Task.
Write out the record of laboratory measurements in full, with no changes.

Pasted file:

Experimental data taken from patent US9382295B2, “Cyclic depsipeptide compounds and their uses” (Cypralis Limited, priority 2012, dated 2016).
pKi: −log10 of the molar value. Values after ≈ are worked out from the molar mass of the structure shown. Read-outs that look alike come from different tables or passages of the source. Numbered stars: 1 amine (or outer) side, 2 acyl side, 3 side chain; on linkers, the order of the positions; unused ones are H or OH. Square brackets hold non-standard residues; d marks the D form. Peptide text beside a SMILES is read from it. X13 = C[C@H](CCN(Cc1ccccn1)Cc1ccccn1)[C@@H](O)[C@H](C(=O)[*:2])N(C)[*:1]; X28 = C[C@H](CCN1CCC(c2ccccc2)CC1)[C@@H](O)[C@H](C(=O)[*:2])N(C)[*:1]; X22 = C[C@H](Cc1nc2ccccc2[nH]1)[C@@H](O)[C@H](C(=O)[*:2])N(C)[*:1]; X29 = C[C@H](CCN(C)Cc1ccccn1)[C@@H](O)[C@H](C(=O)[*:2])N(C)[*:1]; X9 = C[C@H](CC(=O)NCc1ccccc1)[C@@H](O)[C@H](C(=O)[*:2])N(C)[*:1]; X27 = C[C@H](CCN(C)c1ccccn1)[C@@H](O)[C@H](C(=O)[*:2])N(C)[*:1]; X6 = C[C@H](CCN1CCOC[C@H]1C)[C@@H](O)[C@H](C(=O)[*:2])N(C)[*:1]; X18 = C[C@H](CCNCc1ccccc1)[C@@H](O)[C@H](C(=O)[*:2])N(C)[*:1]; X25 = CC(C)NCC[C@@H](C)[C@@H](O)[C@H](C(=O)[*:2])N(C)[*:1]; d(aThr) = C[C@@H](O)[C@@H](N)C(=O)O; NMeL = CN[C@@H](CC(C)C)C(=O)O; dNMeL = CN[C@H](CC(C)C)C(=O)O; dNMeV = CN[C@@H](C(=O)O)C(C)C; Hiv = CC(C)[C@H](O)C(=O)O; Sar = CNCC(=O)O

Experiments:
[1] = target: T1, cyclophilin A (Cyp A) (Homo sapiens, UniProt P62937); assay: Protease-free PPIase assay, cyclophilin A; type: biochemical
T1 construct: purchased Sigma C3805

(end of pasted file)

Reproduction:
Experimental data taken from patent US9382295B2, “Cyclic depsipeptide compounds and their uses” (Cypralis Limited, priority 2012, dated 2016).
pKi: −log10 of the molar value. Values after ≈ are worked out from the molar mass of the structure shown. Read-outs that look alike come from different tables or passages of the source. Numbered stars: 1 amine (or outer) side, 2 acyl side, 3 side chain; on linkers, the order of the positions; unused ones are H or OH. Square brackets hold non-standard residues; d marks the D form. Peptide text beside a SMILES is read from it. X13 = C[C@H](CCN(Cc1ccccn1)Cc1ccccn1)[C@@H](O)[C@H](C(=O)[*:2])N(C)[*:1]; X28 = C[C@H](CCN1CCC(c2ccccc2)CC1)[C@@H](O)[C@H](C(=O)[*:2])N(C)[*:1]; X22 = C[C@H](Cc1nc2ccccc2[nH]1)[C@@H](O)[C@H](C(=O)[*:2])N(C)[*:1]; X29 = C[C@H](CCN(C)Cc1ccccn1)[C@@H](O)[C@H](C(=O)[*:2])N(C)[*:1]; X9 = C[C@H](CC(=O)NCc1ccccc1)[C@@H](O)[C@H](C(=O)[*:2])N(C)[*:1]; X27 = C[C@H](CCN(C)c1ccccn1)[C@@H](O)[C@H](C(=O)[*:2])N(C)[*:1]; X6 = C[C@H](CCN1CCOC[C@H]1C)[C@@H](O)[C@H](C(=O)[*:2])N(C)[*:1]; X18 = C[C@H](CCNCc1ccccc1)[C@@H](O)[C@H](C(=O)[*:2])N(C)[*:1]; X25 = CC(C)NCC[C@@H](C)[C@@H](O)[C@H](C(=O)[*:2])N(C)[*:1]; d(aThr) = C[C@@H](O)[C@@H](N)C(=O)O; NMeL = CN[C@@H](CC(C)C)C(=O)O; dNMeL = CN[C@H](CC(C)C)C(=O)O; dNMeV = CN[C@@H](C(=O)O)C(C)C; Hiv = CC(C)[C@H](O)C(=O)O; Sar = CNCC(=O)O

Experiments:
[1] = target: T1, cyclophilin A (Cyp A) (Homo sapiens, UniProt P62937); assay: Protease-free PPIase assay, cyclophilin A; type: biochemical
T1 construct: purchased Sigma C3805